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AIPAC Briefs
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AIPAC Briefs

Gilbert N. Kahn is a professor of Political Science at Kean University.

The Prime Minister looked and sounded exhausted but he loves to come to the AIPAC policy conference. It feeds his juices probably better than any audience he addresses even at home. The response was enthusiastic. The attendees had waited for three days for this and now were rewarded, although there were not a lot of surprises in his remarks.

As was the case throughout, Obama received only weak mention and less than exciting response then as well from the crowd. Bibi made a point to emphasize Kerry’s tireless efforts on the peace process which the Prime Minister did not bad mouth at all.  In fact, like the leading Israeli business leaders who spoke on Monday, Yossi Vardi and Ofra Strauss, who were clearly supportive of the peace process. the Prime Minister, sadly, actually had to push the audience to clap in response to his own support for the peace talks.

Not surprisingly, Bibi alluded to the external, anti-Israel crowd which is arrayed against its success, but never mentioned any of political forces within Israel who also oppose any agreement. Between the lines one sensed that Netanyahu must have given the White House some assurances that Israel would not let Kerry’s negotiations break down at the end of April; although there was hardly any guarantee as to what kind of concessions Israel was ready to make to help sustain the process; nor was there any sense of what demands the Palestinians may make to sustain them.

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This audience was tepid at best in their feelings for the President. They could barely applaud mention of his name while Senator McCain continues to have a strong following at AIPAC. On the other hand, it was curious that one sensed a weaker participation overall on the part of Republican figures at the convention. One wondered if any of that is a function of the tea party wing of the GOP having a clear isolationist tendency.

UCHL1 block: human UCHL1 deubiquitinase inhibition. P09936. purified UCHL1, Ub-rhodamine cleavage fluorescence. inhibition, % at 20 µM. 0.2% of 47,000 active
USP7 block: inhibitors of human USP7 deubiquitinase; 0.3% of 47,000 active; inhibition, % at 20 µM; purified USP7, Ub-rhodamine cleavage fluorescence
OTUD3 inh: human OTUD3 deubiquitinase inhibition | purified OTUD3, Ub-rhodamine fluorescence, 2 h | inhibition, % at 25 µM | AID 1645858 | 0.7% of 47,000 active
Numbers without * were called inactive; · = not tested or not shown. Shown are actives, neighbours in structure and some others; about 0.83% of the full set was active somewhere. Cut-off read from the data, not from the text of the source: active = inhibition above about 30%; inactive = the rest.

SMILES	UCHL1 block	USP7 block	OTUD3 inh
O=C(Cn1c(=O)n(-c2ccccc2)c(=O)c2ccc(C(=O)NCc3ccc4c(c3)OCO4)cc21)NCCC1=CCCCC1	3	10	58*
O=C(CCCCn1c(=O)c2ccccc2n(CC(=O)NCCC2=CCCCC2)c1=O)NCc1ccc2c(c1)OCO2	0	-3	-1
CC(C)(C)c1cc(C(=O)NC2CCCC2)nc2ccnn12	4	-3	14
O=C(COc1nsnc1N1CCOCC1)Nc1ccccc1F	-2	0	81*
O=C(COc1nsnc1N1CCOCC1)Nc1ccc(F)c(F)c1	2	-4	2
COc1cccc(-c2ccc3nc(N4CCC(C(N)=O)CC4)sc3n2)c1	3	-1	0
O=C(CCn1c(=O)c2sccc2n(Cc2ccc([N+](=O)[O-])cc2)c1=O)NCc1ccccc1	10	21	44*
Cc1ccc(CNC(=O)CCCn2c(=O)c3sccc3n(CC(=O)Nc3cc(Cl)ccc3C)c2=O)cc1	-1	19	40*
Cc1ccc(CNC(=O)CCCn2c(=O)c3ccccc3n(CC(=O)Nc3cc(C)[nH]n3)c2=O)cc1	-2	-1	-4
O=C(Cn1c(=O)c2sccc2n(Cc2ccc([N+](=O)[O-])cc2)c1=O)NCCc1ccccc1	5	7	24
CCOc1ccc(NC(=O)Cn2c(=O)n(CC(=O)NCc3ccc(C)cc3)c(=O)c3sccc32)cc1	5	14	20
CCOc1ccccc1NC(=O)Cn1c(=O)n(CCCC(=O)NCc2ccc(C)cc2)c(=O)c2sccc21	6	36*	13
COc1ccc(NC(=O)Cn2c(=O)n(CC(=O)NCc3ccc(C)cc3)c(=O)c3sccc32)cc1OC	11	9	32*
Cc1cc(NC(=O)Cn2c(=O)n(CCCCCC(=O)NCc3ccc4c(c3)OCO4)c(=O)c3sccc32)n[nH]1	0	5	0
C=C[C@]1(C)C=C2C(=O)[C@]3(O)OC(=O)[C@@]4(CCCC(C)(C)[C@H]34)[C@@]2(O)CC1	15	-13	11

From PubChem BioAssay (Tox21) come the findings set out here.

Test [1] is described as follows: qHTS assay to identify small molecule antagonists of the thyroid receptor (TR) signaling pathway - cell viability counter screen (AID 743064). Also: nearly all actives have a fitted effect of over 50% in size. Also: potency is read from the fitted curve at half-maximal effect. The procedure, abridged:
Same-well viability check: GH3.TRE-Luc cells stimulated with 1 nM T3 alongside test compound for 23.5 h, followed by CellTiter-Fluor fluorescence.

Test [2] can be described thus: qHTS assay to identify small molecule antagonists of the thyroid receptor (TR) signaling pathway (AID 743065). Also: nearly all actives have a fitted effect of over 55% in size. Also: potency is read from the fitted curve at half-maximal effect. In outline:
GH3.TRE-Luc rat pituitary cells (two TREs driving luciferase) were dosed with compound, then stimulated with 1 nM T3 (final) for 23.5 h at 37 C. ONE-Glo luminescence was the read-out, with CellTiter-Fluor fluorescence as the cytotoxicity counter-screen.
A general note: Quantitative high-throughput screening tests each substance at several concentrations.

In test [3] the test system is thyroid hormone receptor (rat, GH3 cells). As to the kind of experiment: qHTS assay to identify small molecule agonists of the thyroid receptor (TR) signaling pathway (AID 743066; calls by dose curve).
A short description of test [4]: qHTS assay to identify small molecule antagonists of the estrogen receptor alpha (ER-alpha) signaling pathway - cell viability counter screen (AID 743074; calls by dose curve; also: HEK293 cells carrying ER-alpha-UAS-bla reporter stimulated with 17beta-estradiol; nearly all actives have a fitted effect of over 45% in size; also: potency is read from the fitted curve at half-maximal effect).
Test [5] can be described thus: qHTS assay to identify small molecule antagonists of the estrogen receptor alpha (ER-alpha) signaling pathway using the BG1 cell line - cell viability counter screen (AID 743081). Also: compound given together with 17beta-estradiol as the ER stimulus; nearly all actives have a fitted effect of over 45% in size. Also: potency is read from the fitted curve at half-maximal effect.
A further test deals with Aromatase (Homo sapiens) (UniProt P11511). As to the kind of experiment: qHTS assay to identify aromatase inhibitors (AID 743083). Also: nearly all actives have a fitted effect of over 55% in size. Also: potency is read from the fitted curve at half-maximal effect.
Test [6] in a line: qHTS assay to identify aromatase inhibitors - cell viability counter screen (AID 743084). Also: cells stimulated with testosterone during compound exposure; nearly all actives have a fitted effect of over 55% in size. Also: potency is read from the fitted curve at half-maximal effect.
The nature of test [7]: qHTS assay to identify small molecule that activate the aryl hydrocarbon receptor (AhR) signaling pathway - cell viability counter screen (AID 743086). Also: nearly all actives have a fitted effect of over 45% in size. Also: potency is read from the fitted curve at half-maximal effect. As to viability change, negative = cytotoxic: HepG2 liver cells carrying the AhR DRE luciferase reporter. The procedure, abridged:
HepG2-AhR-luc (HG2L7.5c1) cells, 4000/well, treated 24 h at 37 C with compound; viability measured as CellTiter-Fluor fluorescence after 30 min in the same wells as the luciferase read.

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In addition to AIPAC’s changing, aging demographics and the increased participation of the religious Zionist community, there is reason to be concerned about the 25-40 year group. They are no longer looking for the camp/college reunion experience; or are seeking to reconnect to their Birthright experience; or looking for a Jewish mate. As the Pew study confirmed, these young people, for whose parents AIPAC was/is their synagogue are now intermarrying in droves and many will slowly give up AIPAC and Israel too.

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AIPAC’s policy conference has become so large that it can no longer run a banquet, feed everyone, and have the big impressive sessions that were their hallmark. Without the keynote addresses and instead of the awesome, impressive roll-call of Members of Congress, there are more elite donor groups which receive private briefings and attention based on their level of giving. The staggering imagine of all the Members in one room, and the political education and contacts that were made at these dinners and receptions, are reserved for the heavy rollers and community leaders; not for the rank and file.

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